Our dim sum lunch was delightful and it was time to leave the MGM to see a couple of the most popular sites in Macau.
Located in the central area of the Macau Peninsula is Senado Square. It’s one of the four largest squares in Macau.
The colonial buildings surrounding the square have an extensive history. They’re well-protected and must maintain their original appearance.
It was a Saturday afternoon and the square was jam-packed with people.
In the early 1990s, Portuguese experts were hired to pave the square with a wave-patterned mosaic of colored stones. The area has become a popular place for cultural activities.
Throughout the streets were various restaurants, clothing stores, and snack vendors.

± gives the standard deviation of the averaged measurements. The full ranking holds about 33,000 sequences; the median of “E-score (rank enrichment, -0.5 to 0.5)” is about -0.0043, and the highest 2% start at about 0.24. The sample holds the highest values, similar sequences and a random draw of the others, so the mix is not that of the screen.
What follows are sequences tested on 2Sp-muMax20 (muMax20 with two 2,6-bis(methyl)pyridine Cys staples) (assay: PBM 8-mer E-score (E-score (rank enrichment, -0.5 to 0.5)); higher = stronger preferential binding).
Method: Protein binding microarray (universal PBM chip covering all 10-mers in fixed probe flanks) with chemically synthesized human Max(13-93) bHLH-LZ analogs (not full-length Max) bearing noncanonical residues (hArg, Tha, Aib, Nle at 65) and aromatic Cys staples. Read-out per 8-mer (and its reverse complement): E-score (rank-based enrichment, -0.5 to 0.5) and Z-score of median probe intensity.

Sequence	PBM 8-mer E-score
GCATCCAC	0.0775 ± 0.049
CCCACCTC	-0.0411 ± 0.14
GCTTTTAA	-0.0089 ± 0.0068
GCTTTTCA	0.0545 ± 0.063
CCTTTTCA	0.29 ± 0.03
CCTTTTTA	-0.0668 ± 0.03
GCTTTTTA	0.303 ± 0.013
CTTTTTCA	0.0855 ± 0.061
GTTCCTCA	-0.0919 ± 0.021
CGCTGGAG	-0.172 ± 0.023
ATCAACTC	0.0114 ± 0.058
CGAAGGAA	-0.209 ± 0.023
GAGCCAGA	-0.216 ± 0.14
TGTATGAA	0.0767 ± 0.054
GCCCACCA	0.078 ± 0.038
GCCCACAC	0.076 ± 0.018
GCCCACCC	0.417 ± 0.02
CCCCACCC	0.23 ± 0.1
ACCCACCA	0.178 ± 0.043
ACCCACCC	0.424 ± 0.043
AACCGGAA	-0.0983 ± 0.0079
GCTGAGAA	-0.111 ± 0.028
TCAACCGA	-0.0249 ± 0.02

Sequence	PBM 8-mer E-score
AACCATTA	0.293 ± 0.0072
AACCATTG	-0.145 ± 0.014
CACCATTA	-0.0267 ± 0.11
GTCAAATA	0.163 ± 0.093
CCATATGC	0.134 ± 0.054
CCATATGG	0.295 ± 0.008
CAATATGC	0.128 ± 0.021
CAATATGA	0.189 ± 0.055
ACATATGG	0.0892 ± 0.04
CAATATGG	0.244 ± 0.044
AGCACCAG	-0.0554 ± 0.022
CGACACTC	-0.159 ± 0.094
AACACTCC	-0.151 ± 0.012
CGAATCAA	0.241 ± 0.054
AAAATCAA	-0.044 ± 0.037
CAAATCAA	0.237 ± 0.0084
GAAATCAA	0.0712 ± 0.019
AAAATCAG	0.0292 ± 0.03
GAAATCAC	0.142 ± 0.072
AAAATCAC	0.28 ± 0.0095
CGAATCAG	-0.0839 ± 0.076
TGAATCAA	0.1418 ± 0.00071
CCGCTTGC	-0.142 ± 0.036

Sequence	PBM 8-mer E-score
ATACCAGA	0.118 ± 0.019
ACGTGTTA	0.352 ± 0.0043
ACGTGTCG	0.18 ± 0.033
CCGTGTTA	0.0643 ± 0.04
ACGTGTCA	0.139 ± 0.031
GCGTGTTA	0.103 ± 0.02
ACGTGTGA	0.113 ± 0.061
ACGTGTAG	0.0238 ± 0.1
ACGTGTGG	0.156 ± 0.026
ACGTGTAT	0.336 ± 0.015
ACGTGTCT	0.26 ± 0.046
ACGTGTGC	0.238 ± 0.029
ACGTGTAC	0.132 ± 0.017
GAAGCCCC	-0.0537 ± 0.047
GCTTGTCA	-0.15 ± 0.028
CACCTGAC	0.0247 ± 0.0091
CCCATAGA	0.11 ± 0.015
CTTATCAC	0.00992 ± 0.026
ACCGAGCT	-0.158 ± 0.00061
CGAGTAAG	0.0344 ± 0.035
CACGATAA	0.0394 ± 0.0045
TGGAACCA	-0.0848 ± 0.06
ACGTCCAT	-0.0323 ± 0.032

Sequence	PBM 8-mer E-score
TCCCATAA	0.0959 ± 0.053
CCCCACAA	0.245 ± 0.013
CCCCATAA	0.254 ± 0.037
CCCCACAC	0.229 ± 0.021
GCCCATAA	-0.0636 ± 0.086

Various types of jerky seemed to be the snack of choice. I tried several samples from different places.
Walking north of St. Dominic’s Church, we arrived at the Ruins of St. Paul’s. It’s considered Macau’s most famous landmark. The site was originally St. Paul’s College and the Church of St. Paul also known as “Mater Dei”, a 17th-century Portuguese church dedicated to Saint Paul the Apostle. The front facade and the grand stone stairs are the only remains of “the greatest church of Macau”.
We stopped for some iced tea from Regiustea and hung out with a tortoise for a bit before heading back to the parking garage.
It was time to check out more hotels and sites before our Portuguese dinner later that night.
Largo do Senado, Macau
Ruins of St. Paul’s